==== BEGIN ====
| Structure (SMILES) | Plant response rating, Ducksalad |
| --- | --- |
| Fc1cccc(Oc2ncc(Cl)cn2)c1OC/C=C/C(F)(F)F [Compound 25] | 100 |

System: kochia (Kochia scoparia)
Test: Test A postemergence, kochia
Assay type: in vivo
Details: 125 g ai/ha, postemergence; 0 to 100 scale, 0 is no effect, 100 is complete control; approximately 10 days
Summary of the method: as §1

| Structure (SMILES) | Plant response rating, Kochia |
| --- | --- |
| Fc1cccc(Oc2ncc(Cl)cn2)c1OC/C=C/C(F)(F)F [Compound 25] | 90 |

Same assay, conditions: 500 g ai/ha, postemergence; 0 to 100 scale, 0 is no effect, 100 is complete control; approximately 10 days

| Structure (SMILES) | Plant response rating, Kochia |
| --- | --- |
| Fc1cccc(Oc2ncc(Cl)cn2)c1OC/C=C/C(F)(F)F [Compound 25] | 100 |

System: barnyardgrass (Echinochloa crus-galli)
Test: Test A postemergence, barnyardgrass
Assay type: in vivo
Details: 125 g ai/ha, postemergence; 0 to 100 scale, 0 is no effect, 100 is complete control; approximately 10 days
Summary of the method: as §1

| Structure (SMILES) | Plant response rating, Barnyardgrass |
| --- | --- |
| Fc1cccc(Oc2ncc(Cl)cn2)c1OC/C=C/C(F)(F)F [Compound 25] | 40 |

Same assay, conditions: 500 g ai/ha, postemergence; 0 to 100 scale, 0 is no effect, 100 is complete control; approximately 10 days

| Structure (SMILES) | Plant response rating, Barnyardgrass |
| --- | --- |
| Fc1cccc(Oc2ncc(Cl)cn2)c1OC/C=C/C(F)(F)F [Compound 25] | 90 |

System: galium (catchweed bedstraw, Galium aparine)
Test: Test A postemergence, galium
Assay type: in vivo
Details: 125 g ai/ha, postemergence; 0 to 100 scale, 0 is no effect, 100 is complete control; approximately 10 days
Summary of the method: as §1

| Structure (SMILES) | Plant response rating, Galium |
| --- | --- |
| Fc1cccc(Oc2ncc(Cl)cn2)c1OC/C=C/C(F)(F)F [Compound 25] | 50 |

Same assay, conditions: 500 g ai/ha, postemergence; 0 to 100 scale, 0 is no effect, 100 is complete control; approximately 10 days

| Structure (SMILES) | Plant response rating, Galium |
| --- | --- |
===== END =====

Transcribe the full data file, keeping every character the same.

| Structure (SMILES) | Plant response rating, Ducksalad |
| --- | --- |
| Fc1cccc(Oc2ncc(Cl)cn2)c1OC/C=C/C(F)(F)F [Compound 25] | 100 |

System: kochia (Kochia scoparia)
Test: Test A postemergence, kochia
Assay type: in vivo
Details: 125 g ai/ha, postemergence; 0 to 100 scale, 0 is no effect, 100 is complete control; approximately 10 days
Summary of the method: as §1

| Structure (SMILES) | Plant response rating, Kochia |
| --- | --- |
| Fc1cccc(Oc2ncc(Cl)cn2)c1OC/C=C/C(F)(F)F [Compound 25] | 90 |

Same assay, conditions: 500 g ai/ha, postemergence; 0 to 100 scale, 0 is no effect, 100 is complete control; approximately 10 days

| Structure (SMILES) | Plant response rating, Kochia |
| --- | --- |
| Fc1cccc(Oc2ncc(Cl)cn2)c1OC/C=C/C(F)(F)F [Compound 25] | 100 |

System: barnyardgrass (Echinochloa crus-galli)
Test: Test A postemergence, barnyardgrass
Assay type: in vivo
Details: 125 g ai/ha, postemergence; 0 to 100 scale, 0 is no effect, 100 is complete control; approximately 10 days
Summary of the method: as §1

| Structure (SMILES) | Plant response rating, Barnyardgrass |
| --- | --- |
| Fc1cccc(Oc2ncc(Cl)cn2)c1OC/C=C/C(F)(F)F [Compound 25] | 40 |

Same assay, conditions: 500 g ai/ha, postemergence; 0 to 100 scale, 0 is no effect, 100 is complete control; approximately 10 days

| Structure (SMILES) | Plant response rating, Barnyardgrass |
| --- | --- |
| Fc1cccc(Oc2ncc(Cl)cn2)c1OC/C=C/C(F)(F)F [Compound 25] | 90 |

System: galium (catchweed bedstraw, Galium aparine)
Test: Test A postemergence, galium
Assay type: in vivo
Details: 125 g ai/ha, postemergence; 0 to 100 scale, 0 is no effect, 100 is complete control; approximately 10 days
Summary of the method: as §1

| Structure (SMILES) | Plant response rating, Galium |
| --- | --- |
| Fc1cccc(Oc2ncc(Cl)cn2)c1OC/C=C/C(F)(F)F [Compound 25] | 50 |

Same assay, conditions: 500 g ai/ha, postemergence; 0 to 100 scale, 0 is no effect, 100 is complete control; approximately 10 days

| Structure (SMILES) | Plant response rating, Galium |
| --- | --- |